Researchers tie dissolved organic carbon in the Gulf of Maine to changes in precipitation and runoff in New England.
This composite image with enhanced colors, constructed from data acquired by the Visible Infrared Imaging Radiometer Suite (VIIRS) sensor on the Suomi NPP satellite, shows the northwestern Atlantic Ocean on 14 May 2015. In the center is the Gulf of Maine with the New England and Canadian maritime regions (and their watersheds) in the background. Light green colors along the coast of the Gulf of Maine indicate regions where water conditions and significant nutrients near the surface, including dissolved organic carbon (DOC), produce phytoplankton blooms. Credit: Norman Kuring, NASA Ocean Color Group
Source: Journal of Geophysical Research: Biogeosciences

The flow of dissolved organic carbon (DOC) from land to sea typically accounts for a small fraction of an ecosystem’s carbon budget compared with processes like photosynthesis and respiration. However, changes in DOC export from an ecosystem can give scientists insight into the sensitivity of carbon budgets to climate change. Previous research has found that hydrologic processes like runoff may have a greater effect on DOC export than changes in temperature, land use, or land cover. Here Huntington et al. measured how climate change alters hydrologic conditions in New England and affects DOC transport into the Gulf of Maine.

Roughly 3000 cubic meters of water drain into the Gulf of Maine every second from the region’s watershed, and 90% of the organic carbon carried by rivers in the northeastern United States is DOC. The team measured DOC export sensitivity in relation to only runoff, which increased in northern New England throughout the 20th century. Climate models predict that the trend will continue throughout the 21st century.

The researchers calculated DOC export from 1950 to 2013 for 20 rivers that flow into the Gulf of Maine and from 1930 to 2013 for 14 rivers. They also predicted DOC export for the 21st century for three rivers, the Penobscot, Kennebec, and Androscoggin, which drain nearly half the area of Maine. The climate projections for future DOC predictions were based on coupled atmosphere-ocean general circulation models from the U.K. Met Office Hadley Centre (HadCM3) and the U.S. Department of Energy/National Center for Atmospheric Research Parallel Climate Model (PCM) under two emissions scenarios.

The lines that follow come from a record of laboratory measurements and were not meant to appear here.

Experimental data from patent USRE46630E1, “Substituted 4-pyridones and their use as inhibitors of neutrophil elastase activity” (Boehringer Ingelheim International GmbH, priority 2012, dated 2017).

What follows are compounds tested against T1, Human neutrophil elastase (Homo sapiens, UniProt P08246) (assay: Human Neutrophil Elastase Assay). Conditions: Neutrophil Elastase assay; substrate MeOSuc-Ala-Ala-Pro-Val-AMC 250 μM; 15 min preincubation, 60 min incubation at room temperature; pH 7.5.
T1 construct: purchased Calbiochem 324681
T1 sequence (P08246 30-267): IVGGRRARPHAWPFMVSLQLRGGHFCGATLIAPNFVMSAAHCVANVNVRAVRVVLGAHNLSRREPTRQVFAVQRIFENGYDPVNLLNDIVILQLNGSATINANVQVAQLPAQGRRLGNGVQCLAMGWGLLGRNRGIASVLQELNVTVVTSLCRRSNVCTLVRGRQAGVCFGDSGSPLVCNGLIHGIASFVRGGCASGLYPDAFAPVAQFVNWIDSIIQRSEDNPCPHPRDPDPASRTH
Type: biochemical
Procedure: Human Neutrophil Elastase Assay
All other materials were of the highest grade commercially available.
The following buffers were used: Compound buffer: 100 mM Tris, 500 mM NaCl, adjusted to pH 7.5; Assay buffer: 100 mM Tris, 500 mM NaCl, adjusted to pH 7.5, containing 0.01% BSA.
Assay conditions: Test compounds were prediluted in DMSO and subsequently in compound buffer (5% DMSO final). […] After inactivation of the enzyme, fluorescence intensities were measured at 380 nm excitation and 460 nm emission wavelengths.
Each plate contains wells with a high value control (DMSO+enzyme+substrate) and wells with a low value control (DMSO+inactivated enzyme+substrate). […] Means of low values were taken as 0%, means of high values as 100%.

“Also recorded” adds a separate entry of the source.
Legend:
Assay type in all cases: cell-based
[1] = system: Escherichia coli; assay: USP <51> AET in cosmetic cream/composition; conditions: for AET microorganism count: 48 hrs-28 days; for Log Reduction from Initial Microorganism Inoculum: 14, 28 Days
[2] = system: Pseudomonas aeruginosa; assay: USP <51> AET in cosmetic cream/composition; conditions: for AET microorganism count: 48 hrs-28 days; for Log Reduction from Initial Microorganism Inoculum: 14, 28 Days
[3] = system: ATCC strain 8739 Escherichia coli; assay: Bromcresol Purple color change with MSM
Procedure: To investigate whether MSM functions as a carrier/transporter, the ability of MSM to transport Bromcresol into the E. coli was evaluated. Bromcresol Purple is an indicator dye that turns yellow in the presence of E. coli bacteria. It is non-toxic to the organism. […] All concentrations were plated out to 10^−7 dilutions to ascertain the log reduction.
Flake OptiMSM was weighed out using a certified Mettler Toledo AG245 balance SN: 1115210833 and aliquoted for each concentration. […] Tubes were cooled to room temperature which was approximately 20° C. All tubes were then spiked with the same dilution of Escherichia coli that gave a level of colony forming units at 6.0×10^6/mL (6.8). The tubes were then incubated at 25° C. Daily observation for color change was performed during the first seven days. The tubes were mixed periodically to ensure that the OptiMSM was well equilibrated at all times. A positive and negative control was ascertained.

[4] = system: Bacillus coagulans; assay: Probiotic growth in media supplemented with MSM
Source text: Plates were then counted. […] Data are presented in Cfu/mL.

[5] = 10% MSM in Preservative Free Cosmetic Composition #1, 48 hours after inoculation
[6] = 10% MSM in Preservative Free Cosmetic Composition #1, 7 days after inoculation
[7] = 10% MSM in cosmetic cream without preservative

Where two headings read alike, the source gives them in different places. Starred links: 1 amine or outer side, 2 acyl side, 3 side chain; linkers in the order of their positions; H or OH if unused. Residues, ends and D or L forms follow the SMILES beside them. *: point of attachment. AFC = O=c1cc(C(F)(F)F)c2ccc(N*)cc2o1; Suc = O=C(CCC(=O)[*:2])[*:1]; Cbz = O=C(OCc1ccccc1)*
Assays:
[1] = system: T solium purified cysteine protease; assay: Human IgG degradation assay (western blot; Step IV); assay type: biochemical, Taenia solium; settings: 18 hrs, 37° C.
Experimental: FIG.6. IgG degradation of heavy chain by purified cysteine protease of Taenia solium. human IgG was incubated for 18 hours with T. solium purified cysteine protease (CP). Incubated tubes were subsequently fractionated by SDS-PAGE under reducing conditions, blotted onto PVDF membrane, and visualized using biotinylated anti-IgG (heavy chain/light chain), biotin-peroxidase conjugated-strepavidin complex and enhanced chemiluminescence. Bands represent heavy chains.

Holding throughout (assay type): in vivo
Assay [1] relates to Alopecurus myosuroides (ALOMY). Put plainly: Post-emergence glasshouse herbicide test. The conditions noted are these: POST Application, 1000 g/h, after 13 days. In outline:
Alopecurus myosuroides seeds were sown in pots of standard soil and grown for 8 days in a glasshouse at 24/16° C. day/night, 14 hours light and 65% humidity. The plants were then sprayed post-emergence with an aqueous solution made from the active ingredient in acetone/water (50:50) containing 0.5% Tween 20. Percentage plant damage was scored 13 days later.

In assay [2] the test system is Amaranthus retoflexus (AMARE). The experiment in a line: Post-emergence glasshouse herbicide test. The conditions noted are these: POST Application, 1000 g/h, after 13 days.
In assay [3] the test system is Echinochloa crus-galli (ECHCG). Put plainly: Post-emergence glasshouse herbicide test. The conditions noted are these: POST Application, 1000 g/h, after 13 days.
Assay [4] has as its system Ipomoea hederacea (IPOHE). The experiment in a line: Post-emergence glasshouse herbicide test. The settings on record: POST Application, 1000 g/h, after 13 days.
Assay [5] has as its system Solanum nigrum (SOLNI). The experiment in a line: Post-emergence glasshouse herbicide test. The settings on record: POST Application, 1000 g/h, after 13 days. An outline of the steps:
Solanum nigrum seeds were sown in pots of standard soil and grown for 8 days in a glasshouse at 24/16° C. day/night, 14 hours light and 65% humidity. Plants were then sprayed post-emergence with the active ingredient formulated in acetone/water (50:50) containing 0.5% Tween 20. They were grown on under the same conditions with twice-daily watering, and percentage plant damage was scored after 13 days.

The team found that for half of the 20 rivers with data going back to 1950, DOC export significantly increased during the winter. The same was true for 13 of the 14 rivers with data going back to 1930. There was, however, significant variability in DOC export from year to year for each river; wintertime DOC export from the Penobscot River, for example, varied by a factor of 5 throughout the study period. Still, the annual DOC export across the region generally increased from 1930 to the 1970s, then decreased until the 1990s, before rapidly rising again through 2013.

The climate projections predicted larger increases in temperature but smaller increases in precipitation over the 21st century compared with the 20th. According to the team, this suggests that annual DOC export will likely continue to rise throughout the 21st century but not quite as rapidly as it has in the past.

Although the current study is limited by the fact that the authors looked only at runoff and held other variables such as land cover constant, the results could be relevant to other regions that are likely to experience precipitation increases in a warming world. In addition, DOC can influence algal blooms, phytoplankton productivity, and carbon sequestration in coastal waters, so understanding fluxes in DOC transport into the ocean is critical for evaluating its effects on coastal food webs. (Journal of Geophysical Research: Biogeosciences,, 2016)

—Kate Wheeling, Freelance Writer


Wheeling, K. (2017), How climate change affects the flow of carbon from land to sea, Eos, 98, Published on 14 February 2017.

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